Myanmar has a long history dating back several thousand years. The traditions and culture of Myanmar as well as the philosophy of life of it's people, the majority of who are Buddhists, has been shaped profoundly by Buddhism. Hence, Myanmar, regardless of their race or ethnic origin, are peace-loving, friendly, generous and hospitable. They also have an innate sense of duty to family, community and country.
In Myanmar, there is a tradition, particularly in the rural areas, of people collectively helping with each other's work and participating in communal activities. People in the village, for example, will collectively help each other in such activities as cultivating and harvesting paddy and other crops, repairing bunds of paddy fields, digging wells, repairing roofs of houses etc.. This age old tradition is called "Let-Sar-Like". It can be translated roughly as " Lending a Hand ".
Also, Myanmar Buddhists believe that contributing voluntary labour for such activities as construction of roads and bridges, building of pagodas, monasteries, schools, hospitals etc. which are for common good, will gain them merit, both for this existence and for the next. Such voluntary contribution of labour is referred to as " Loke-Aah-Pay ".
Thus in many road and bridge building projects undertaken by public works or regional bodies, there in no dearth of "Loke-Aha-Pays " from the towns and villages through which the roads pass, and which stand to benefit from such roads. Even in the urban areas,"Loke-Aah-pay"activities, on an occasional weekend or public holiday for cleaning up the neighbourhood, repairing road, planting trees, clearing clogged drains etc., are undertaken by volunteers from the house-holds of the respective wards or streets.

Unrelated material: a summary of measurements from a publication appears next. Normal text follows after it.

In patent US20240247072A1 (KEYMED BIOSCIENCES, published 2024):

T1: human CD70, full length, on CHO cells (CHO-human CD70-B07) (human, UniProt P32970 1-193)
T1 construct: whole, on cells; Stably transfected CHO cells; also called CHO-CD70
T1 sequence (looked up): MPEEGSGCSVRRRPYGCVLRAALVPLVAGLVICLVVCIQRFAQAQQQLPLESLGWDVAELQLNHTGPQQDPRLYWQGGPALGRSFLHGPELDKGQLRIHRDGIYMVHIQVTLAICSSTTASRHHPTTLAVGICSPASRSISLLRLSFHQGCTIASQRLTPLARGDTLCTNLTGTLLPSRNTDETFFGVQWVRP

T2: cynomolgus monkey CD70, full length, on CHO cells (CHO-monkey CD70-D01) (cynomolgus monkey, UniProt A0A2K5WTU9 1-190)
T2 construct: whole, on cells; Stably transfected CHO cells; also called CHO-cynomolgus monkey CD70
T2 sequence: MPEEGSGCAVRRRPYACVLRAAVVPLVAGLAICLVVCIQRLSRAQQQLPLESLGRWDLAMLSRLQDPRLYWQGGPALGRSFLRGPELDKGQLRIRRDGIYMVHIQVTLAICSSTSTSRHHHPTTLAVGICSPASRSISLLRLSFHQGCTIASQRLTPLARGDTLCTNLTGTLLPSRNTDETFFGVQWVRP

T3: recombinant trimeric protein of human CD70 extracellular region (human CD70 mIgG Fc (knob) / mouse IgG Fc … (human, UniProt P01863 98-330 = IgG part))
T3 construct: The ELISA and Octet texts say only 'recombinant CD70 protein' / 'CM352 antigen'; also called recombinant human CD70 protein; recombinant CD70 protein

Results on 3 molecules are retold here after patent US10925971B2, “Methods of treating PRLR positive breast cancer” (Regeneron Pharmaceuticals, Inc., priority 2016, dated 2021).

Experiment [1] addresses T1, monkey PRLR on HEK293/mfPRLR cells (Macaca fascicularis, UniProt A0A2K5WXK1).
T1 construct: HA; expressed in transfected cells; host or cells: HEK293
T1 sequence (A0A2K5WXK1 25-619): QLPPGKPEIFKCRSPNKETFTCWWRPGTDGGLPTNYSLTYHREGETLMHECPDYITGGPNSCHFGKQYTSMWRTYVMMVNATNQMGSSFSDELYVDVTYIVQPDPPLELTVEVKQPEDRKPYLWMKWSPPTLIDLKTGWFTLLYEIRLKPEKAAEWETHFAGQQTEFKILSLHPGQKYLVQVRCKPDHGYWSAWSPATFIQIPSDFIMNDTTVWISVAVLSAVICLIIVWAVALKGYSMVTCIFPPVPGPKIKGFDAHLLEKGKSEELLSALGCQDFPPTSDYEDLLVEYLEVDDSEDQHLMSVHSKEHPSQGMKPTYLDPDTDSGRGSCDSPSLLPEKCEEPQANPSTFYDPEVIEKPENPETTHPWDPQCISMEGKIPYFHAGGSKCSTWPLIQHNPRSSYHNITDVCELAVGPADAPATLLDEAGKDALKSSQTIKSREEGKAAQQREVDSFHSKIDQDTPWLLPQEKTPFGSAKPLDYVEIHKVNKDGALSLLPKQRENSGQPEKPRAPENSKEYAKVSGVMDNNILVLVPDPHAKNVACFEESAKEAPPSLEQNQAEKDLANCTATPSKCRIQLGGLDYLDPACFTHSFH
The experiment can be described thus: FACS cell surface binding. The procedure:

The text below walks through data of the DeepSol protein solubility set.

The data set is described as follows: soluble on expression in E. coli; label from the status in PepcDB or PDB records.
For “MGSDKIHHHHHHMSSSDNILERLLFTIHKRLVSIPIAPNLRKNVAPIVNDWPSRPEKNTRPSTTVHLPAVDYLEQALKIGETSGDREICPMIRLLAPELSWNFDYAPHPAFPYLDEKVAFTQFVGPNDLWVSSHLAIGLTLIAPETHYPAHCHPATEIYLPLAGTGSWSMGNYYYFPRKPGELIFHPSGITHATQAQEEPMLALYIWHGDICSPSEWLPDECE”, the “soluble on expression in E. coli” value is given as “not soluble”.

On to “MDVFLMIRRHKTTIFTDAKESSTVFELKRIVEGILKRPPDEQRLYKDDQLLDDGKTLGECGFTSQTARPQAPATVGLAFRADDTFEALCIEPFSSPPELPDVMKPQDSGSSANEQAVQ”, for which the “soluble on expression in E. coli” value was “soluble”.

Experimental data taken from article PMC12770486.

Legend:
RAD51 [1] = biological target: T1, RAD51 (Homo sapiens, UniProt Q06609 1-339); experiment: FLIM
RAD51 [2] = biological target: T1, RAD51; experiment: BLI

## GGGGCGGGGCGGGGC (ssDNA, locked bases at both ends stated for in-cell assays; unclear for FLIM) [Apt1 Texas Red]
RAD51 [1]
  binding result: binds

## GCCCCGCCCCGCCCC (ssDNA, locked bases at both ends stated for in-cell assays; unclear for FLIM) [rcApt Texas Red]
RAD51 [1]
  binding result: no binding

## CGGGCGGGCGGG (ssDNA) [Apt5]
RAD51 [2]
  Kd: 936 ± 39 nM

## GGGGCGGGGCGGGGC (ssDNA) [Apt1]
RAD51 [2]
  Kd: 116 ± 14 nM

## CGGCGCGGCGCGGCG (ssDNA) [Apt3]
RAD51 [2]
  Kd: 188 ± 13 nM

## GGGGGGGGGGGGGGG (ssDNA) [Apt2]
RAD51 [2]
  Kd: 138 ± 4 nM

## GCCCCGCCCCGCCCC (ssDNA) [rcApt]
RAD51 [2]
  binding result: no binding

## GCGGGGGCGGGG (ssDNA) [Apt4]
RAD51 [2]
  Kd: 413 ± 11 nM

"Loke-Aah-Pay" for any purpose, of large groups of people, whether in the villages or in the town, is quite often carried out to the accompaniment of music and dance by small music troups, made up of youthful members of the community. Such music troups, called " Dohbat Waing " comprise basically of Ozi (Drum), Cymbals, Flute and Bamboo Clappers. There is usually a male solo dancer (some times accompanied by a female dancer as well) who performs dances to the lively music and songs of the music troup. It is not only to entertain those who are contributing voluntary labour, but also to announce to all and sundry that " Loke-Aah-Pay "is in progress. The "Loke-Aah-Pays " usually work from early morning for some hours. After work, all of them may join in for a feast of glutinous rice, grilled dried fish and plain tea provided by the community.
The traditional practices of "Let-Sar-Like " and "Loke-Aah-Pays " not only contribute to community development but also to bringing closer, members of the community and thus help to foster solidarity in the building of peaceful and developed nation.